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Author Topic: Need advice cleaning up a "dead-out" hive  (Read 3077 times)
SoMDBeekeeper
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« on: January 05, 2011, 12:42:16 AM »

Hi All,
Any tips out there for cleaning up a dead-out? These particular bees starved  Cry so their heads are all stuck down in the cells. Can I use a shop vac to suck em all out? Is there an easier way?

Do I need to be concerned about disease on these combs now? There has been some warm weather here since they died so some of the bees have gotten a little "ripe" in there.

Is there a way to sterilize the comb after clean up and is that even necessary?  need help

This is the first time I've had to deal with this situation but I really want to re-use this comb!

Thanks for any input,
The SoMDBeekeeper
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Michael Bush
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« Reply #1 on: January 05, 2011, 01:07:49 AM »

Keep the mice out.  Put them on a strong hive in the spring.
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BjornBee
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« Reply #2 on: January 05, 2011, 07:24:40 AM »

No need to sterilize.

I always break apart the comb and gently brush off any bees that were dead between the combs. This way there is no moisture or rotting bees which you sometimes get with clusters sitting till spring.

The bees with their heads in the comb, not worth attempting anything. The bees will clean these out just fine.

Keep them in the hive, but seal them up to keep out the mice. You should have no problems with wax moths.

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AllenF
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« Reply #3 on: January 05, 2011, 12:41:01 PM »

Let the bees clean it up, that way it will be done right.   Have you got a package lined up already for this hive?
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hardwood
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« Reply #4 on: January 05, 2011, 01:52:26 PM »

If you turn the frames and give a GENTLE tap on the top of the hive most of the bees will fall from the comb.

Scott
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SoMDBeekeeper
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« Reply #5 on: January 06, 2011, 03:45:51 AM »

I guess I need to wait for them to dry out then because right now they are wedged in there tightly. I would imagine their bodies will shrink when dry.

I was just worried about letting them rot in there though. Its hard enough to get a good supply of drawn comb. I really, really want to re-use this stuff.

Regards,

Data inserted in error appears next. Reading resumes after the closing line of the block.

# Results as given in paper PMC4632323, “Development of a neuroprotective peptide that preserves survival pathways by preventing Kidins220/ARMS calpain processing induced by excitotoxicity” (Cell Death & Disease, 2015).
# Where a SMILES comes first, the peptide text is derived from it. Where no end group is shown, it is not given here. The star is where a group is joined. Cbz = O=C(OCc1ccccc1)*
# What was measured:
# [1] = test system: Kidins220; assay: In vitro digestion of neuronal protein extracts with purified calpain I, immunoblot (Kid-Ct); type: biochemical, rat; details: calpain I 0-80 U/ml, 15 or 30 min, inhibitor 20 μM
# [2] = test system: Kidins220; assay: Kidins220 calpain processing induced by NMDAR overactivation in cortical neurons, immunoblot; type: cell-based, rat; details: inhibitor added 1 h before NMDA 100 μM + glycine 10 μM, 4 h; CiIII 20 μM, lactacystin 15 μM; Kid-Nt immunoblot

SoMDBeekeeper.com
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BjornBee
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« Reply #6 on: January 06, 2011, 06:31:17 AM »

If the middle of the cluster is wet, it will eventually rot the comb. Break apart the frames, brush them off leaving the bees in the cells, and then let them dry out.

If you let the wet rotting cluster sit for several months, you will get a black area of comb that the bees will just spend lots of time cleaning out. The rotting bees will deteriate the comb. Come spring, you will also get small fly larvae that will infest the cluster if it remains wet, especially if stored outside.

Were not talking more than 5 minutes worth of work. You already said the bees got a little ripe. That is the rotting bees. Cleaning up dead out is a normal beekeeper task that is well worth the effort. It doesn't need to be anything more than getting the bees from between the frames and leaving the rest.

And for all the typing on this forum over this one small task, it should of been done days ago.  Wink
« Last Edit: January 06, 2011, 10:21:14 PM by BjornBee » Logged

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rdy-b
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« Reply #7 on: January 06, 2011, 09:42:29 PM »

  try a shop vac- cheesy RDY-B
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Acebird
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« Reply #8 on: January 07, 2011, 06:28:19 PM »

Quote
so their heads are all stuck down in the cells. Can I use a shop vac to suck em all out? Is there an easier way?


Before you use the shop vac try using a orbital sander like a Black and Decker mouse on the top bar (inverted) to shake them out.  You don't need the sandpaper just a rubber pad to transmit the vibrations.  If you use a shop vac I would use the brush attachment to prevent a full vacuum situation that may destroy the comb.
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rdy-b
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« Reply #9 on: January 07, 2011, 08:46:57 PM »

  try a shop vac- cheesy RDY-B
leave the frames in the box and run the vac along the top bars -RDY-B
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